Petitioner testified that he left work around the 4th of May and was out of work until that September in 1992, because he was unable to work following the surgery. To clarify the issue, the Judge stated to petitioner:
Essentially you were out of work the month of May, and the month of June for which you would have been paid a salary by the Board of Education. The month of July and August you would not normally be paid. You were on a ten month salary under contract?
THE WITNESS: Yes.
The parties did not take issue with the Judge's statement that:
The contract runs from September 1st to June 30th, and although it is anticipated that the teacher will report to work the following September because he normally would have a contract prior to the expiration of the prior year, nonetheless, is a contract for ten months an annual employment simply because the employee may have a contract to commence again on September 1st of the year in which the prior contract expires on June 30th so as to deprive that employee of the right to temporary compensation.
The petitioner testified that he usually worked during the summer months, but that he did not do so during the summer of 1992 when he was disabled, nor did he find work the following summer.
We look to N.J.S.A. 18A:30-2.1, which requires that whenever a school teacher is absent because of personal injury caused by an accident arising out of and in the course of the employment, the school board shall pay the employee the full salary or wages for the period of such absence for up to one calendar year without having such absence charged as sick leave. It is further provided that the amount of the salary or wages paid or payable to the employee "shall be reduced by the amount of any workmen's compensation award made for temporary disability." Ibid.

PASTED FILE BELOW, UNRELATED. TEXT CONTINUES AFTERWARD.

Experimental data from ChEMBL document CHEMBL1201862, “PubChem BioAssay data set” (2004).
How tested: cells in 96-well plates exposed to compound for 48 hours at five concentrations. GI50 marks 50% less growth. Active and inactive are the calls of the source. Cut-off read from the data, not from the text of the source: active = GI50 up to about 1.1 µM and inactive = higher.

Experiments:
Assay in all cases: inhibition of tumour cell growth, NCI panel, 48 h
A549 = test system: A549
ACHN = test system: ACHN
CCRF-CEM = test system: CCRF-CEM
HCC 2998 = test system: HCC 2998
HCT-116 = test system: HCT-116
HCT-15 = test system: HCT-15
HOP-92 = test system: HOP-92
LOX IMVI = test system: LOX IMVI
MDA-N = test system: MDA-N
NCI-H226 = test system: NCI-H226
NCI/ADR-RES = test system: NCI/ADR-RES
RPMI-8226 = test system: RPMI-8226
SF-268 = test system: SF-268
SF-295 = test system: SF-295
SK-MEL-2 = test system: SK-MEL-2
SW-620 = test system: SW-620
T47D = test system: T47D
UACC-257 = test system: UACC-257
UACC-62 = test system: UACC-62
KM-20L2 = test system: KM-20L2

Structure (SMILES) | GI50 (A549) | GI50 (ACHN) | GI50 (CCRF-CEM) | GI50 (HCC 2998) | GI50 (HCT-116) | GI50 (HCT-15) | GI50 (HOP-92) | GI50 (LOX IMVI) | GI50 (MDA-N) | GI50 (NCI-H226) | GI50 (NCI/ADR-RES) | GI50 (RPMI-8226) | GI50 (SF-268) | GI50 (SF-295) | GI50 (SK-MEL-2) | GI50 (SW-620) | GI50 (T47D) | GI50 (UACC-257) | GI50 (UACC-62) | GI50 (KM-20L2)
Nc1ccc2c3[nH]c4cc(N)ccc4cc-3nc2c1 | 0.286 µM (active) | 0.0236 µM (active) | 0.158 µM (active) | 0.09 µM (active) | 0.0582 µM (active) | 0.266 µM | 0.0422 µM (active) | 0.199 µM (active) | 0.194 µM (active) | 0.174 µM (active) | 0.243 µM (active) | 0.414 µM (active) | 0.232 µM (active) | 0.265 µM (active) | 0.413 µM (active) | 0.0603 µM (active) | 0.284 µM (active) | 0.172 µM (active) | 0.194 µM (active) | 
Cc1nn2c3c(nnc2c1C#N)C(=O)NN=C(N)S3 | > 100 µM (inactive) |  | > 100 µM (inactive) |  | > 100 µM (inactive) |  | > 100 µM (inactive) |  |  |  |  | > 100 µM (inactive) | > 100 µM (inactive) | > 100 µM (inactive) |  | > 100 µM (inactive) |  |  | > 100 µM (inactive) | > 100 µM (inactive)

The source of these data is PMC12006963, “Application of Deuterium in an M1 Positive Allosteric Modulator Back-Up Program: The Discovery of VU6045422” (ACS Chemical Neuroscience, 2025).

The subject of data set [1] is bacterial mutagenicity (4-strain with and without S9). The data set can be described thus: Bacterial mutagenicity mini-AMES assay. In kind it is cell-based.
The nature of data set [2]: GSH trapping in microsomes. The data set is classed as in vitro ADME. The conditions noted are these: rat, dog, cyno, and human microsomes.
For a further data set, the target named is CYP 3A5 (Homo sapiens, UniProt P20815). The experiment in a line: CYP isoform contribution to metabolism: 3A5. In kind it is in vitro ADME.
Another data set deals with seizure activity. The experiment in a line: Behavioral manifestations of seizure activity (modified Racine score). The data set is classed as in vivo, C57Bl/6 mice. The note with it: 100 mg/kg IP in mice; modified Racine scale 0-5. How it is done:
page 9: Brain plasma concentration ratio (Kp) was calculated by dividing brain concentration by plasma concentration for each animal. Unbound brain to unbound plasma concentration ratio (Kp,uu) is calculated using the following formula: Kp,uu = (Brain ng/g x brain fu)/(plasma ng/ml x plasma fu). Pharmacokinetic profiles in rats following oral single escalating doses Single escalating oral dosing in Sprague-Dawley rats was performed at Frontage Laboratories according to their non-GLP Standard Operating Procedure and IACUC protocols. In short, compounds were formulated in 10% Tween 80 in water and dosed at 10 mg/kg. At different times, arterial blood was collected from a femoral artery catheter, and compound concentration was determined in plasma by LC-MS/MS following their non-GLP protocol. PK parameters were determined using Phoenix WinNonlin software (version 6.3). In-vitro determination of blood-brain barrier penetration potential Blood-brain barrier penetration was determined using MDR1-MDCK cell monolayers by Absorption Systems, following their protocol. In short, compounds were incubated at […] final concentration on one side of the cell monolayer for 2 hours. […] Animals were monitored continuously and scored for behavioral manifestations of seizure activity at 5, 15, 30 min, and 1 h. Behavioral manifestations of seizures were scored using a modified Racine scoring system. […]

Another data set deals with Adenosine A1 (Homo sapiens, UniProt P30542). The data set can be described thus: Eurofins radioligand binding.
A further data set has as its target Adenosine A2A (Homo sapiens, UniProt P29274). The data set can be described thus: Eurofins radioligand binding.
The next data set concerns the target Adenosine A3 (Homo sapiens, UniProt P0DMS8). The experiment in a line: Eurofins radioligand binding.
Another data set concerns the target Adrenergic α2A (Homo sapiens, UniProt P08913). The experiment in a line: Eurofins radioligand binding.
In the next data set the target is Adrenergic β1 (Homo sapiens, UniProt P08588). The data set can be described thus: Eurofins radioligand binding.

We are convinced that the Legislature, in utilizing the term "calendar year" rather than "school year" as the applicable time period, has expressed an intent that school board employees be fully compensated for the time during which they are temporarily disabled without regard to whether that disability falls within the school year or the summer recess. This view is consistent with the Department of Education's interpretation of calendar year to mean a continuous twelve month period. See Williams v. Deptford Board of Ed., 192 N.J. Super. 31, 33, 41, 469 A.2d 58 (App. Div. 1983), aff'd, 98 N.J. 319, 486 A.2d 846 (1985). We, therefore, find no error in the Judge awarding Workers' Compensation benefits to petitioner for temporary disability occurring during the summer recess. Failure to allow such an award would impact adversely on the school boards as they might be required to pay full salary without the reduction allowed under N.J.S.A. 18A:30-2.1.
The judgment of the Division of Workers' Compensation is reversed. The matter is remanded for further proceedings.